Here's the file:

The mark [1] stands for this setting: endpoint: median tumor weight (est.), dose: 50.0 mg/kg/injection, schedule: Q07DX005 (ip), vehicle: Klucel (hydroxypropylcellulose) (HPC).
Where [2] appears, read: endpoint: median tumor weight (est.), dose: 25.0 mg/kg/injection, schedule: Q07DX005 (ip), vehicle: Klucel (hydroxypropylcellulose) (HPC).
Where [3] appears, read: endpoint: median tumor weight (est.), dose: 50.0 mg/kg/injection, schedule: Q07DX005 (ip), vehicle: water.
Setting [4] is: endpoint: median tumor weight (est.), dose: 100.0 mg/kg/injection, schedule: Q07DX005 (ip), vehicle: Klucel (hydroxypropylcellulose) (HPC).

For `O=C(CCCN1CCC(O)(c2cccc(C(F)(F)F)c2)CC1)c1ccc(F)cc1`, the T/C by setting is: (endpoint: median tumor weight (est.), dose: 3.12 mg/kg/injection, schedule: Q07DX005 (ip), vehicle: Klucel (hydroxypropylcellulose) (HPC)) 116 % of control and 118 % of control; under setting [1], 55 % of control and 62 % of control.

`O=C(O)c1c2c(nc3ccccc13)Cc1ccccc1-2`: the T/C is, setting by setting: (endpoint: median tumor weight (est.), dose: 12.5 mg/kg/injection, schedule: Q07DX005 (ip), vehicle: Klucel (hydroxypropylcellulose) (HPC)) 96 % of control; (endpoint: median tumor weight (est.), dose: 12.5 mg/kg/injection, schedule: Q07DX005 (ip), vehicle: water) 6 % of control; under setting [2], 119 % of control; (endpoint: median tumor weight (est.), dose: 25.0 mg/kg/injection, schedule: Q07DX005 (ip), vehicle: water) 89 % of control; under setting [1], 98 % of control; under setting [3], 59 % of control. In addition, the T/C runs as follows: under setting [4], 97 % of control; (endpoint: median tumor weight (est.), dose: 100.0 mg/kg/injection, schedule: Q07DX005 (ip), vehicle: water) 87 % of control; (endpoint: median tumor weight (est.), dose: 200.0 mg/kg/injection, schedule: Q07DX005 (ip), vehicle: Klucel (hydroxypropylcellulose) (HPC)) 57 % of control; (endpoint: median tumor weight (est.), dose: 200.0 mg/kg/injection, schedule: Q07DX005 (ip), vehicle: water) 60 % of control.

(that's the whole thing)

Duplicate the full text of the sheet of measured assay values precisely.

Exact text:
The mark [1] stands for this setting: endpoint: median tumor weight (est.), dose: 50.0 mg/kg/injection, schedule: Q07DX005 (ip), vehicle: Klucel (hydroxypropylcellulose) (HPC).
Where [2] appears, read: endpoint: median tumor weight (est.), dose: 25.0 mg/kg/injection, schedule: Q07DX005 (ip), vehicle: Klucel (hydroxypropylcellulose) (HPC).
Where [3] appears, read: endpoint: median tumor weight (est.), dose: 50.0 mg/kg/injection, schedule: Q07DX005 (ip), vehicle: water.
Setting [4] is: endpoint: median tumor weight (est.), dose: 100.0 mg/kg/injection, schedule: Q07DX005 (ip), vehicle: Klucel (hydroxypropylcellulose) (HPC).

For `O=C(CCCN1CCC(O)(c2cccc(C(F)(F)F)c2)CC1)c1ccc(F)cc1`, the T/C by setting is: (endpoint: median tumor weight (est.), dose: 3.12 mg/kg/injection, schedule: Q07DX005 (ip), vehicle: Klucel (hydroxypropylcellulose) (HPC)) 116 % of control and 118 % of control; under setting [1], 55 % of control and 62 % of control.

`O=C(O)c1c2c(nc3ccccc13)Cc1ccccc1-2`: the T/C is, setting by setting: (endpoint: median tumor weight (est.), dose: 12.5 mg/kg/injection, schedule: Q07DX005 (ip), vehicle: Klucel (hydroxypropylcellulose) (HPC)) 96 % of control; (endpoint: median tumor weight (est.), dose: 12.5 mg/kg/injection, schedule: Q07DX005 (ip), vehicle: water) 6 % of control; under setting [2], 119 % of control; (endpoint: median tumor weight (est.), dose: 25.0 mg/kg/injection, schedule: Q07DX005 (ip), vehicle: water) 89 % of control; under setting [1], 98 % of control; under setting [3], 59 % of control. In addition, the T/C runs as follows: under setting [4], 97 % of control; (endpoint: median tumor weight (est.), dose: 100.0 mg/kg/injection, schedule: Q07DX005 (ip), vehicle: water) 87 % of control; (endpoint: median tumor weight (est.), dose: 200.0 mg/kg/injection, schedule: Q07DX005 (ip), vehicle: Klucel (hydroxypropylcellulose) (HPC)) 57 % of control; (endpoint: median tumor weight (est.), dose: 200.0 mg/kg/injection, schedule: Q07DX005 (ip), vehicle: water) 60 % of control.